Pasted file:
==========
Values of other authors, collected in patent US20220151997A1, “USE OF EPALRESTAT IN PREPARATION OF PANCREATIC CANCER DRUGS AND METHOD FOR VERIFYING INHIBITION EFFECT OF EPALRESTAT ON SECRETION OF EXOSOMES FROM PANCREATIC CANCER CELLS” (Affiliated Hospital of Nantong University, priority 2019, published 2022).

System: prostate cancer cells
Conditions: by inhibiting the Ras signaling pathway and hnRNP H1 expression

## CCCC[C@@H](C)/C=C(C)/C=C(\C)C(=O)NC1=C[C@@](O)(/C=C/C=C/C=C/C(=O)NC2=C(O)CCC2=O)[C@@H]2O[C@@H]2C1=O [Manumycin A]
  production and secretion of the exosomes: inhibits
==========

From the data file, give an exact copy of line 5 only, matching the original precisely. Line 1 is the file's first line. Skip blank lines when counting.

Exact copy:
  production and secretion of the exosomes: inhibits